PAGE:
Chilton happy with Formula One debut

Max Chilton has said he is happy with his F1 debut. The 21 year old British driver finished 17th at the Australian Grand Prix, a full lap behind his team-mate Jules Bianchi after a collision with the Caterham of Giedo van der Garde caused him into an early pitstop.

“It was great beforehand because all the crowd were cheering my name on the parade lap,” Chilton said. “I enjoyed that.

“Overall, I was happy with the job I did and the car, and I can now tick off the fact I have done an F1 race and brought the car home. That was the goal. It’s good to get the race under my belt, even if it was less than straightforward, and we now know where we stand relative to the competition.

“I hit the blue flag period (waved to back markers), and it was a bit of a battle to recover the ground I lost,’

“Obviously you don’t want to be messing up other people’s race, but there is a bit of an art to it and you learn when to go off line. It is one of those things you don’t know until you’ve done a race.”

Chilton has revealed that the team are confident ahead of the next race in Malaysia. Having managed to get on the podium in GP2 last season Chilton is looking forward to next weekend’s Malaysian race.

“We are confident,” Chilton continued. “Although the race had its frustrations, I feel like I’ve learned a lot I perhaps wouldn’t have learned otherwise and that will be useful experience over the next few races.

“I am looking forward to Malaysia now so I can roll all that back into my racing and be able to take the fight to the midfield pack.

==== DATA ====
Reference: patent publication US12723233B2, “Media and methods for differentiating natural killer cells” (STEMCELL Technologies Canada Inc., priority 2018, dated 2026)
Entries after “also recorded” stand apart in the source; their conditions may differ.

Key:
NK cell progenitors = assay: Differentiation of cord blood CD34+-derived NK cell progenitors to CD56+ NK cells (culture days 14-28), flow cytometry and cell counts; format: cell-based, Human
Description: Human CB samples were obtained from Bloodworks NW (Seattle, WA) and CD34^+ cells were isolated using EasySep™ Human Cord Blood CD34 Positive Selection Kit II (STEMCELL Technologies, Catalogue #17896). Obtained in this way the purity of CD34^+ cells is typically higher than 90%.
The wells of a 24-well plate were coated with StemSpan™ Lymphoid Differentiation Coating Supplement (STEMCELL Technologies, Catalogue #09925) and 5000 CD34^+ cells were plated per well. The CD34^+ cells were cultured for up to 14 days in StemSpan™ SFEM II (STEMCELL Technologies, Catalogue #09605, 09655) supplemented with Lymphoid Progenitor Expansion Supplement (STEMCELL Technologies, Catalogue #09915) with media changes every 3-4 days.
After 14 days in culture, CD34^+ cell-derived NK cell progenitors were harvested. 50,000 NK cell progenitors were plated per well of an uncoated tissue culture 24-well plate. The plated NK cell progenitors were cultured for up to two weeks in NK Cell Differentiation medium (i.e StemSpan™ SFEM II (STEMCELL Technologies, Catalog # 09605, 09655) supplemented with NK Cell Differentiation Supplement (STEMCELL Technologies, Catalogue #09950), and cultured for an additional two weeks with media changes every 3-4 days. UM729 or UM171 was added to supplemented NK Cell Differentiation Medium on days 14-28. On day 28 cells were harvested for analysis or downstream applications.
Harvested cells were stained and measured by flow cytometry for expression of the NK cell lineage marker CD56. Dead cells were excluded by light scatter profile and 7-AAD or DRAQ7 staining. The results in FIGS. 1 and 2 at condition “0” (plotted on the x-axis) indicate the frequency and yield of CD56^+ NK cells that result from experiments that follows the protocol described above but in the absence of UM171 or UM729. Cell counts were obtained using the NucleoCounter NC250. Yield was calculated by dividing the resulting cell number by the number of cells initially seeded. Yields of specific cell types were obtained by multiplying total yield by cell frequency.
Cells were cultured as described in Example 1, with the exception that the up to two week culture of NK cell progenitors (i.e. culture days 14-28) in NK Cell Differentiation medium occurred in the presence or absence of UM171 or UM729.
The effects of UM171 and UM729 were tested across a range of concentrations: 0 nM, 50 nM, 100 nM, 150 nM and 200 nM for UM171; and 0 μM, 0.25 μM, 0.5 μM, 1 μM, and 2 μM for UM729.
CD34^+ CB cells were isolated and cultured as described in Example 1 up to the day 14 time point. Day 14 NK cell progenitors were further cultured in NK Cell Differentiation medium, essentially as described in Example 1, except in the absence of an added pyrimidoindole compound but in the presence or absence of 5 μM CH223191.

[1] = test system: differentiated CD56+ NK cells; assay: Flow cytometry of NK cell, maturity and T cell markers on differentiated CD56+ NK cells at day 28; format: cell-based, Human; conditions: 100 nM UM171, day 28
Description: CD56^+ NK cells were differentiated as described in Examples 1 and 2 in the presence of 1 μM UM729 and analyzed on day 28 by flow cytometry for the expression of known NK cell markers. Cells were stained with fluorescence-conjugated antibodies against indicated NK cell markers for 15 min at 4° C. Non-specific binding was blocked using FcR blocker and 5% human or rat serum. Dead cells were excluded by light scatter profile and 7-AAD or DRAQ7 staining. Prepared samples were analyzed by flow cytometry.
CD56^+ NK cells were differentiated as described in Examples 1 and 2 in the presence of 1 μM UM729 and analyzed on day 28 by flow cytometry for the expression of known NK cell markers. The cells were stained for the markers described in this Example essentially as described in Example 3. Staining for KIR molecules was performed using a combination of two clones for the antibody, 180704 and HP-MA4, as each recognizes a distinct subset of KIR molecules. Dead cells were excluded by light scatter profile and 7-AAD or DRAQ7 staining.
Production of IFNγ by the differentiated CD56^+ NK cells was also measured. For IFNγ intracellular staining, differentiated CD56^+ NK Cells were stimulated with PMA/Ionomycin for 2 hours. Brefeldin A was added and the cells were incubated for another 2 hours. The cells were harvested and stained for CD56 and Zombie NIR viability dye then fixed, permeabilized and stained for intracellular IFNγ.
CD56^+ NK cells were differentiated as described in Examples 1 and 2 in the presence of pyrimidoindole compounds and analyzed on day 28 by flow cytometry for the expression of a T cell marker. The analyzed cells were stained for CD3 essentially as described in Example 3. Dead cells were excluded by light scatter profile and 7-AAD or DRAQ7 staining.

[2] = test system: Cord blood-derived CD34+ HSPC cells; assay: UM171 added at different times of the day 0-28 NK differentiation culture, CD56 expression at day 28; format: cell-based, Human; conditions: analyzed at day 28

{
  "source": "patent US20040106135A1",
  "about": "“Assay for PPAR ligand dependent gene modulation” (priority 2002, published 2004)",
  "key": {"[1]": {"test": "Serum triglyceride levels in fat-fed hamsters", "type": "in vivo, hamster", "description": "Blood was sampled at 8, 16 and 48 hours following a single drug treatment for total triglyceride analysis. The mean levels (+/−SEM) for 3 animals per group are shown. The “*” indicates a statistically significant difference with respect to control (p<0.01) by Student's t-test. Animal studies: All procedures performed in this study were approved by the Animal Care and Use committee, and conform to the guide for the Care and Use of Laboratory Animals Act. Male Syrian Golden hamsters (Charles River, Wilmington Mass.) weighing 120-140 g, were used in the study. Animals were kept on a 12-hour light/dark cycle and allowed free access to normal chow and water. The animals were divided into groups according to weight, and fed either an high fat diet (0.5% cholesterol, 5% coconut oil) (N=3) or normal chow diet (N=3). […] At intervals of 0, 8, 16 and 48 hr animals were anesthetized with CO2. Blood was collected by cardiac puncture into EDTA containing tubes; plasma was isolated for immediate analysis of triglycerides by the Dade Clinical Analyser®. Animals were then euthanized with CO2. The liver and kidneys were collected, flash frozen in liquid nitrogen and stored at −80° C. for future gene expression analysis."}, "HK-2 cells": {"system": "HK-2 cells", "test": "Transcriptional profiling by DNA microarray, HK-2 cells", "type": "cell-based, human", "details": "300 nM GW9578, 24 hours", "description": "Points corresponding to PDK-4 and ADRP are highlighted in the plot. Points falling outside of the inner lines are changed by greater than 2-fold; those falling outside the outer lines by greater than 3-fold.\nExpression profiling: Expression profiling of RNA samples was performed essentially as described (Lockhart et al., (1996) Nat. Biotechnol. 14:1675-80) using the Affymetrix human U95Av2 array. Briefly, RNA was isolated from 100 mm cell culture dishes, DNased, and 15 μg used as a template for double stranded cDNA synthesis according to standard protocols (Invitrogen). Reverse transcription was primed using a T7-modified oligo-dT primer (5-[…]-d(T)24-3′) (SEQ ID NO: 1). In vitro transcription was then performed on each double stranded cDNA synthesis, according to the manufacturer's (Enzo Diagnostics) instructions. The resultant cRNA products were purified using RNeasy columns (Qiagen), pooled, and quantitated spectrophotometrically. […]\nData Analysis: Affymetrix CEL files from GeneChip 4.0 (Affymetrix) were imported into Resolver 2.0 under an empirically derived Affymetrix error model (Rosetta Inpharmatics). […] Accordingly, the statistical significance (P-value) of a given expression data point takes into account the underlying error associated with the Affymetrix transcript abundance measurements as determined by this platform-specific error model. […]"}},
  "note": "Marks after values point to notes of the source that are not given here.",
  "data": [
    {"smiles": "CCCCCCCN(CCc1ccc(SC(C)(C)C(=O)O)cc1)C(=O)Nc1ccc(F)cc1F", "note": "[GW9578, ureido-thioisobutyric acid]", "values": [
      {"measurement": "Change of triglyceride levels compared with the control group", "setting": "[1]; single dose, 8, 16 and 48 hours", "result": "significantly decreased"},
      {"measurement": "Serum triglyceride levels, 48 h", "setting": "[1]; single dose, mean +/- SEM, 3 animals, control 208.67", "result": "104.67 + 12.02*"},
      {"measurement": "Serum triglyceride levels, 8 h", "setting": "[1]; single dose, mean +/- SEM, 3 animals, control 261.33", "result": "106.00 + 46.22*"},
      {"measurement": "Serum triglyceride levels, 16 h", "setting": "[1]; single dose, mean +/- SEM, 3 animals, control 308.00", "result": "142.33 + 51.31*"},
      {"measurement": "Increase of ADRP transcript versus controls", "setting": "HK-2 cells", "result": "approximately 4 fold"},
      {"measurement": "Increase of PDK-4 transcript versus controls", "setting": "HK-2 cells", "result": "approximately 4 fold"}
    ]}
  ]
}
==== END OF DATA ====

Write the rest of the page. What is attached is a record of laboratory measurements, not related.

“I was in Malaysia last year in GP2 and I managed to get on the podium, so I know the track in the wet and dry.”

Grosjean: Something felt wrong with my car

Romain Grosjean has said he thinks there might have been an underlying issue with his Lotus during the Australian Grand Prix.

Whilst his team-mate Kimi Raikkonen won the race, Grosjean finished in 10th position having qualified just one place behind his Finnish team-mate.

“Something felt wrong with my car,” Grosjean said. “I have to sit down with the team and analyze where this issue came from.

“It felt so good all weekend until the race itself. But, in the end, the race was long and quite difficult for me.

“We know that Albert Park can be a tricky circuit and the weather has certainly not helped today. It’s been a great weekend for the team with Kimi’s win so it’s clear there’s pace in the car. Let’s hope I can unlock that pace too next weekend in Sepang.”

Hulkenberg disappointed at having to sit out Australian GP

Nico Hulkenberg has said he is disappointed that he was unable to race at the 2013 Formula One season opener.

The German driver had qualified in 11th position however hydraulic problems coupled with a qualifying session that took place just six hours prior to the actual race start meant he was unable to get his car fixed in time.

“I’m bitterly disappointed about what happened today,” Hulkenberg explained. “But at the same time I’m not blaming anyone. Things like this happen in racing.

“What is particularly bothering me is the fact that I lost all this mileage today, which is so important particularly at the beginning of the season. It would have given me a lot of valuable data and information for the next races.

“Obviously, Melbourne is not a good place for me. It was my third grand prix here and the third time that I leave this place empty handed. The only good thing is that the next race takes place next weekend.”